One year ago on this page, in fDi Magazine’s December 2008/January 2009 issue, our headline was “Onwards into the unknown”. At that precarious economic time, it did appear as if we were staring into the abyss. “Nobody can say how the global financial crisis will play out, which victims it will fell in its path, and to what extent they will be harmed,” we wrote.

The global economic situation is still mixed and there are always questions and uncertainties, but we know much more now, with the benefit of hindsight, about the effect of the slowdown on foreign direct investment flows. And it was – wait for it – more or less what we expected.


An analysis of FDI trends for 2009 shows a likely contraction of greenfield investment. According to data from our greenfield investment tracking service, fDi Markets, project numbers are on schedule to decline by 17% by the end of the year, and job creation and capex by a third. Our forecast at the start of 2009 was for a 14% to 15% decline in projects.

The impact of the recession was always going to be industry-specific, leaving aside teeth-gnashing about the end of the world as we know it. And as could be expected, and as forecast, retail trade, energy, creative industries, life sciences and environmental technology have been resilient as generators of FDI projects, while sectors such as construction (55% decline) and chemicals (45%) have suffered.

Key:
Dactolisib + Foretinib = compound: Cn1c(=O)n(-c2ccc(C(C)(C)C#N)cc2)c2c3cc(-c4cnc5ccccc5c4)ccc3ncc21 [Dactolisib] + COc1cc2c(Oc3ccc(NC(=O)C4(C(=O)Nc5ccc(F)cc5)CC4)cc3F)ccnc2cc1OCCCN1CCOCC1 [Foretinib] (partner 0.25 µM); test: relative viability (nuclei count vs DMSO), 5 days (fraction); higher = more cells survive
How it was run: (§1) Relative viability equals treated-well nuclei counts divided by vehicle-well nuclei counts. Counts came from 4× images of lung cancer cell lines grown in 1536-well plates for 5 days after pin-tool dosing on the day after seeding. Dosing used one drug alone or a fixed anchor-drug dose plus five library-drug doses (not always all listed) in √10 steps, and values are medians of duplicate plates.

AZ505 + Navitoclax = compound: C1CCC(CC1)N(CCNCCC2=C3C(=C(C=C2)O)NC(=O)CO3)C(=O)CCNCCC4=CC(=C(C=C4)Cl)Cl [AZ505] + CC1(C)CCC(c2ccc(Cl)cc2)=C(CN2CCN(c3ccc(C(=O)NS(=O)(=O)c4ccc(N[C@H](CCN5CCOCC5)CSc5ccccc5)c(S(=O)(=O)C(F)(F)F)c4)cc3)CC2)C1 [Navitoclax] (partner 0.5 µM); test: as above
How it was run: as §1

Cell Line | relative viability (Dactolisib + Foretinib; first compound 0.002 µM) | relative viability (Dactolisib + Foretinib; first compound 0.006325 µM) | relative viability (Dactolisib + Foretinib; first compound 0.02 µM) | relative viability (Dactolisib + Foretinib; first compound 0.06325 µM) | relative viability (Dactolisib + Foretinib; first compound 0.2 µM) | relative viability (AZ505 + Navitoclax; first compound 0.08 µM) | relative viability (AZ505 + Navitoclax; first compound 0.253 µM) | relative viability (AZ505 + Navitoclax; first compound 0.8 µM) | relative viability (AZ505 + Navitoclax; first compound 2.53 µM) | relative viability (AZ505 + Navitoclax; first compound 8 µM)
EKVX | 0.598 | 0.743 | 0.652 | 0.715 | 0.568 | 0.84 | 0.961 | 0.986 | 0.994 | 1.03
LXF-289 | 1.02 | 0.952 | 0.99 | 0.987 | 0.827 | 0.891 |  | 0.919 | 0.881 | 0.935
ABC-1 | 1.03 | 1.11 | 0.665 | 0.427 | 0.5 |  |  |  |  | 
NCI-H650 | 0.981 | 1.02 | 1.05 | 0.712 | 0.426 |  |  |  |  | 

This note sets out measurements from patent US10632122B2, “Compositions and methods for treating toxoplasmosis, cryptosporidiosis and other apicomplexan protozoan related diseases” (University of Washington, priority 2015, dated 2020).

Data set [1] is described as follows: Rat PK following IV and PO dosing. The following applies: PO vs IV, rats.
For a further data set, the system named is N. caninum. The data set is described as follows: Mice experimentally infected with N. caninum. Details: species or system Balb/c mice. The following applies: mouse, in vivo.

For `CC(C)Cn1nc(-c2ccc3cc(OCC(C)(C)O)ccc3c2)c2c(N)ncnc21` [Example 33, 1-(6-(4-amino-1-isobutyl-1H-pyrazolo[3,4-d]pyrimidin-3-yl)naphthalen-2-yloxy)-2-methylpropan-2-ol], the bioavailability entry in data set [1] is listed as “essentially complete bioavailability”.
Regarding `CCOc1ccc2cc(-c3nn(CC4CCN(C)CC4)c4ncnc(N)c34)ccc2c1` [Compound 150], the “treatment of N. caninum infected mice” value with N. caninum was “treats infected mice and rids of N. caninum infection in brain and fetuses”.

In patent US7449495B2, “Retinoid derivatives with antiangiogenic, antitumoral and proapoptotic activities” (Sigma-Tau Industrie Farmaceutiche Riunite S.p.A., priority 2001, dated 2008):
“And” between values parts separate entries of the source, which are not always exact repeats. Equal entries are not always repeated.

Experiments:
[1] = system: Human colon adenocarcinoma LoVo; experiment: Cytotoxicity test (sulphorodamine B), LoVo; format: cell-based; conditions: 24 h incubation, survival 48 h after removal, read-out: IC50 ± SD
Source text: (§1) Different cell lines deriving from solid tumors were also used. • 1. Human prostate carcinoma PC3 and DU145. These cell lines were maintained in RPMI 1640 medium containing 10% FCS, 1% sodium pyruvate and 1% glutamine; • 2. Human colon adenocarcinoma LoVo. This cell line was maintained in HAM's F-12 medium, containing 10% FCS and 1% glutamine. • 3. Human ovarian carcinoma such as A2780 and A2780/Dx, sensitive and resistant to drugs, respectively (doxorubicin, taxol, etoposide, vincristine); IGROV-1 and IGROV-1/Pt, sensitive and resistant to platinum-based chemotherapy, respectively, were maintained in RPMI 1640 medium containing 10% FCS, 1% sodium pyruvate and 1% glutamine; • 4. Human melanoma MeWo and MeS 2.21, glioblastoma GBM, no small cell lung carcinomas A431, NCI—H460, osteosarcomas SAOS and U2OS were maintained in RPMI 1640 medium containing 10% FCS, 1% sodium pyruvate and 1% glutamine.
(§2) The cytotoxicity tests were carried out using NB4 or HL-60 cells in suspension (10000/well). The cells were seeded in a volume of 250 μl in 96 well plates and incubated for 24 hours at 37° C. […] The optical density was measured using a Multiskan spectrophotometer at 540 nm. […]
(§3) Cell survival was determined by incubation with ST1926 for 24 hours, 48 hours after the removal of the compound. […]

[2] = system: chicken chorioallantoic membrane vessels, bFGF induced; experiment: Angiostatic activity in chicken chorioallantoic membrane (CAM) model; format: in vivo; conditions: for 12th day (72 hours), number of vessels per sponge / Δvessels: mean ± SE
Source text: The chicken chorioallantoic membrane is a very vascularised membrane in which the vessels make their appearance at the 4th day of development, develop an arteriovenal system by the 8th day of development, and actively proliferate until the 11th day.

Manufacturing has been hit hard by the recession, with a 35% decline in projects year-to-date. Growing activity areas for greenfield projects have been retail, call centres, electricity and headquarters. R&D, logistics and extraction have also proven resilient.

The impact on sectors and activities varies considerably – so this has a major impact on the FDI performance of countries. Locations specialising in construction and manufacturing-related FDI have had the toughest year. Investment promotion agencies in those countries specialising in strategic services, R&D and environmental technology are more likely to have a happy holiday season.

Courtney Fingar